20 agriculture projects of US-Israel fund added $3 billion to economies – report

40-year-old US-Israel Binational Agricultural Research and Development Fund generated $16.5 return for every $1 invested in the 20 case studies, an external review finds

Shoshanna Solomon was The Times of Israel's Startups and Business reporter

Illustrative image of the American and Israeli flags. (3dmitry; iStock by Getty Images)
Illustrative image of the American and Israeli flags. (3dmitry; iStock by Getty Images)

A US-Israeli fund that promotes joint agricultural research by scientists in both countries has invested $315 million in 1,330 projects, leading to the adoption of numerous new agricultural practices over its 40 years of operation, according to a report evaluating the effectiveness of the fund.

Since 1979, the US-Israel Binational Agricultural Research and Development Fund, or BARD, has expanded academic knowledge in the field with more than 5,600 published pieces.

The objective of the external review of BARD’s activities, set up by its board of directors, was to assess the impact of the fund and to establish benchmarks for the way forward.

The evaluation was conducted through a self-reporting survey among scientists who received grants from the fund, and a detailed analysis of 20 case studies.

The findings show that the case studies examined for the review generated an economic benefit of $2.7 billion to the US economy, $500 million to Israel’s, and another $13.3 billion globally. The return on BARD’s investment generated by these 20 case studies is a $16.5 return for every dollar invested— a cost-benefit ratio of 16.5.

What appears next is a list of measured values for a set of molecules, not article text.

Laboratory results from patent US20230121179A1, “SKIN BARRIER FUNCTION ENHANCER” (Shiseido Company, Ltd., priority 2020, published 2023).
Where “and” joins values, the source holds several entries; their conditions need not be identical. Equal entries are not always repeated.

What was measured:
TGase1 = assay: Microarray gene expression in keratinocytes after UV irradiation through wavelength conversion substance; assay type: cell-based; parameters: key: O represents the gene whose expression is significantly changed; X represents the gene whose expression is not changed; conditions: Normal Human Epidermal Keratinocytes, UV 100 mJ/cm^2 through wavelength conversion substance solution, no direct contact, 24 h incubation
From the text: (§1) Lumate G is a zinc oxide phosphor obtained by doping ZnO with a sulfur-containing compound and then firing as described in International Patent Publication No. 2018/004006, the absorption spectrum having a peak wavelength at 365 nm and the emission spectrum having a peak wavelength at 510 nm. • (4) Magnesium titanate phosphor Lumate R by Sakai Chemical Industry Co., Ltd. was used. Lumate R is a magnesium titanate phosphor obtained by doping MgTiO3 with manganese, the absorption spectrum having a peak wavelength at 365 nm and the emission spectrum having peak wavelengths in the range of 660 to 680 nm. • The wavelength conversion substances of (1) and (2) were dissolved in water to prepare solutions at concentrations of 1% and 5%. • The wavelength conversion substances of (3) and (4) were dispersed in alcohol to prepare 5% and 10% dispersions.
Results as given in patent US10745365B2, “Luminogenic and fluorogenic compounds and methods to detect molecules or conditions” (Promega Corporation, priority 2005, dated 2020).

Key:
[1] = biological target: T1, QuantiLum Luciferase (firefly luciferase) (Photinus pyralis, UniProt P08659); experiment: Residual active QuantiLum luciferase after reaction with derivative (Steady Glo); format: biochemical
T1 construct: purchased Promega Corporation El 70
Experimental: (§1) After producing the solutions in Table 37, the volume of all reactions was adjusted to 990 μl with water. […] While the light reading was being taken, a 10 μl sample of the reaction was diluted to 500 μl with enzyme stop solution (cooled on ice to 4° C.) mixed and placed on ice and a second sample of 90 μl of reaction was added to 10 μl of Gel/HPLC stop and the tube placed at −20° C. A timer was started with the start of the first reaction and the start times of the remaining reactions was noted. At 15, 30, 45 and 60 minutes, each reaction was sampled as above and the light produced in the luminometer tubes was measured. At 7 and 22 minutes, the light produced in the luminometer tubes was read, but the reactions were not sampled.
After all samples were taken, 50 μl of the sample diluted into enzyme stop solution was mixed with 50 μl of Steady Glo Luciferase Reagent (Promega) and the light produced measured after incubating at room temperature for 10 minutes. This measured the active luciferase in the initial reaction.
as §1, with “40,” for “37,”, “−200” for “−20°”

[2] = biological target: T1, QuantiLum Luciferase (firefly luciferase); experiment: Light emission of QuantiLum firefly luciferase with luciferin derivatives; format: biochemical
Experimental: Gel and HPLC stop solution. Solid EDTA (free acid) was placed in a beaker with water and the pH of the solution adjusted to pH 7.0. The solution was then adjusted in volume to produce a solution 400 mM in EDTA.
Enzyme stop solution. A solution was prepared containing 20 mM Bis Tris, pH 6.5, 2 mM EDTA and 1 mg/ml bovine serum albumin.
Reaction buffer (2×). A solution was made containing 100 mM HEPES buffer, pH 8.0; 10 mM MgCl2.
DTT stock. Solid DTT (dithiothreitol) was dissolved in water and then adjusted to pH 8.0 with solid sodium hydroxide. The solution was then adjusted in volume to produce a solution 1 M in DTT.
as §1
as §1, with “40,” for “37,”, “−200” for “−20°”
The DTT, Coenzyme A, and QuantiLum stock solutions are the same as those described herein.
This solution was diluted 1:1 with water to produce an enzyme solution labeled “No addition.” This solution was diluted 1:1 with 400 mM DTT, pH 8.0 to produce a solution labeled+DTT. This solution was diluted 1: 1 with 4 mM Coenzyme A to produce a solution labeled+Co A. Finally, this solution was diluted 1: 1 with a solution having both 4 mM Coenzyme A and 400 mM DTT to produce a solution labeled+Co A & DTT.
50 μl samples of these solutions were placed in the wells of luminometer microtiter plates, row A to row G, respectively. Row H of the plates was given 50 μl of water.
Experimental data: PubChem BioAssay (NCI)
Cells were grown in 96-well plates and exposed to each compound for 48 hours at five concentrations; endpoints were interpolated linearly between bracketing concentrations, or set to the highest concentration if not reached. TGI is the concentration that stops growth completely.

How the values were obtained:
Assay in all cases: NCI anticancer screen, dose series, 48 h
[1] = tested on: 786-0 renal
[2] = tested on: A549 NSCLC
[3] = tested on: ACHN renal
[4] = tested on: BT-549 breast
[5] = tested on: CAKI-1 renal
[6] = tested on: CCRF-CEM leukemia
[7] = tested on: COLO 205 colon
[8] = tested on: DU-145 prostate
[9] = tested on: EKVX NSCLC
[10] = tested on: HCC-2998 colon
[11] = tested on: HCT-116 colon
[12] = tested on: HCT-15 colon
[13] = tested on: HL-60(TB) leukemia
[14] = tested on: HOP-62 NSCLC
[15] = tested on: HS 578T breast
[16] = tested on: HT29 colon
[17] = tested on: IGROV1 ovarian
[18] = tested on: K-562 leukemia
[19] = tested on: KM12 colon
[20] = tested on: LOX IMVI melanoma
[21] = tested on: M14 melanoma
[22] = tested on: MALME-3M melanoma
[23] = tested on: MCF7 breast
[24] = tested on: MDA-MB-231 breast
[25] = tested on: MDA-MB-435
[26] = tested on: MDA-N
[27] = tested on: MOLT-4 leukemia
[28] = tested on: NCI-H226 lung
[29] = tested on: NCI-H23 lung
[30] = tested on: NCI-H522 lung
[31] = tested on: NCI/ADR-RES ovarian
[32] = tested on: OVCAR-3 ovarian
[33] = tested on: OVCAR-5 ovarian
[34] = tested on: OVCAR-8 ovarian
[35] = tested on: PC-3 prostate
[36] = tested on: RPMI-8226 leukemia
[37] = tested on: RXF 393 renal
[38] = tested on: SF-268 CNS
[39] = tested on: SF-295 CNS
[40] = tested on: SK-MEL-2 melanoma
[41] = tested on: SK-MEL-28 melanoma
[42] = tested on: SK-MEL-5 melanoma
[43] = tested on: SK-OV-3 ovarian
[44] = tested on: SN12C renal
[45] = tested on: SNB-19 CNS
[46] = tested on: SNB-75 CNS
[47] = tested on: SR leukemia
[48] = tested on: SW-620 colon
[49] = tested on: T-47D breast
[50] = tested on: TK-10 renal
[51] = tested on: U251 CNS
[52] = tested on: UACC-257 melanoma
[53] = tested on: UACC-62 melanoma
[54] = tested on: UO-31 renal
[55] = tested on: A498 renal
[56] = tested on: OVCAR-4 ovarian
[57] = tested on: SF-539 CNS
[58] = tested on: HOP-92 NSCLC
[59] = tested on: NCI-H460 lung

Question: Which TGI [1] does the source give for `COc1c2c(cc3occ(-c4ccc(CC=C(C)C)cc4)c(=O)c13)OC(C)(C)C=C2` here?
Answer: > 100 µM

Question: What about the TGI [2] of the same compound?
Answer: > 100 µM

An illustrative image of aquaculture (Courtesy)

The report was presented last week at an online session attended by officials from the US and Israel, including US Ambassador to Israel David Friedman and Dr. Chavonda Jacobs-Young, administrator of the USDA’s Agriculture Research Service.

“We match and support highly skilled researchers from the US and Israel, who work together on agricultural research projects,” said Yoram Kapulnik, executive director of BARD, at the event, according to a statement.

The idea behind BARD is to “facilitate promising groundbreaking advances in agricultural research for the mutual benefit of both nations and beyond.”

The majority of BARD-funded research projects focus on increasing agricultural productivity, particularly in hot and arid climates, and emphasize plant and animal health, food quality and safety, and environmental issues. Among the funded projects were those for aquaculture waste treatment, post-harvest mango treatment, wheat enhancement and crop pollination.

An illustrative image of mangoes (BokehRD; iStock by Getty Images)

Key to BARD’s continued success and impact is funding, the report said.

The funds for supporting BARD activities, $8 million annually, are generated through two sources that are contributed in equal parts by the governments of the US and Israel: interest on a fixed $110 million endowment set up at the start of the fund, and an annual direct supplement to the research budget of each country.

BARD’s annual budgets have not changed significantly over the years, the report said. Award levels have not been adjusted in 35 years and grants remain $310,000 for a three-year period.

Illustrative image of Wild Emmer wheat (Courtesy)

The review committee recommends that the board of directors propose ways to increase disposable funds to bring annual funding close to $20 million, from some $8 million currently. It also proposes the funding period for projects to rise to five years, compared to three currently.

In addition to BARD, there are two other US-Israel binational funds in operation: the Israel-US Binational Industrial Research and Development (BIRD) fund and the US-Israeli Binational Science Foundation (BSF) fund, also founded in the 1970s.

(This article has been updated to amend the amount invested by the fund to $315 million)

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